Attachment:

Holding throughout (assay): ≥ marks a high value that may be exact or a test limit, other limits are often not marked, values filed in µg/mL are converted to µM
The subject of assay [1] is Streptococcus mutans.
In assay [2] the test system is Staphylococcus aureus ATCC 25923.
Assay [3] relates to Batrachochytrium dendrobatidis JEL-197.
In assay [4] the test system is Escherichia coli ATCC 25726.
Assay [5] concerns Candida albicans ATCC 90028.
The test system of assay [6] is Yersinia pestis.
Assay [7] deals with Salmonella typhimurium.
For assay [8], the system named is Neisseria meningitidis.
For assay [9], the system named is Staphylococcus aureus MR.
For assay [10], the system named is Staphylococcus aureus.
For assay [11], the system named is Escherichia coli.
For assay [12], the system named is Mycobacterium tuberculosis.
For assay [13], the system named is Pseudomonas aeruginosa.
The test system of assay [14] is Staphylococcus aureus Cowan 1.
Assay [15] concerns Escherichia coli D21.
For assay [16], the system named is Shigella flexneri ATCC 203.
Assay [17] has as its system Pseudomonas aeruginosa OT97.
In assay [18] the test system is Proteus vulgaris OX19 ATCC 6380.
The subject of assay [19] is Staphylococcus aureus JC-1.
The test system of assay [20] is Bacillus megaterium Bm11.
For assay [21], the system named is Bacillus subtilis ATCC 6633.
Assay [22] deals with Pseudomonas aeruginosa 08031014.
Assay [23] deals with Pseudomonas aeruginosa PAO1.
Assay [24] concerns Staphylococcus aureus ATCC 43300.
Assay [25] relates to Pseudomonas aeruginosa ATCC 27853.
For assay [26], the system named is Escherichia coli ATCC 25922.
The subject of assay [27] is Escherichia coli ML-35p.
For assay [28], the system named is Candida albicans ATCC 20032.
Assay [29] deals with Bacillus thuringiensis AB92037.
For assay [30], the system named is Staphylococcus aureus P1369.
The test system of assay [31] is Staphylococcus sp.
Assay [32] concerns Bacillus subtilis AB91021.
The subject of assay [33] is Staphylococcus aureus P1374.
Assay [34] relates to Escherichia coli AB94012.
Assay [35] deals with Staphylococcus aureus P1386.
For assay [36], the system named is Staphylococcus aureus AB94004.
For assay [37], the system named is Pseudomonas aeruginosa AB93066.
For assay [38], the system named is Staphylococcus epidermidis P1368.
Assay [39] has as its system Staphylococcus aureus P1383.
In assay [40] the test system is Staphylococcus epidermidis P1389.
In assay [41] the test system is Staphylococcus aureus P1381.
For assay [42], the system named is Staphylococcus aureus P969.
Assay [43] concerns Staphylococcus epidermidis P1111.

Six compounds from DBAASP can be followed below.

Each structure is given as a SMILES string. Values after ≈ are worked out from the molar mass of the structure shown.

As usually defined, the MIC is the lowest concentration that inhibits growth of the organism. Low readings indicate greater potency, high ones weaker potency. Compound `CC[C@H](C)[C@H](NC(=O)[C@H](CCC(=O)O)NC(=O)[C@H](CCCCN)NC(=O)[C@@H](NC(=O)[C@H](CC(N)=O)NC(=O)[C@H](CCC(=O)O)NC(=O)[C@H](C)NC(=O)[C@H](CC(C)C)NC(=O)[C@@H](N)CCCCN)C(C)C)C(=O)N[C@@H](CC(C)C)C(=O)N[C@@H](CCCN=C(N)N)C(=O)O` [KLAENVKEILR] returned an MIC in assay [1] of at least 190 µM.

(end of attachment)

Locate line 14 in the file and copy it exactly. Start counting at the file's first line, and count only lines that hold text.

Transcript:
For assay [13], the system named is Pseudomonas aeruginosa.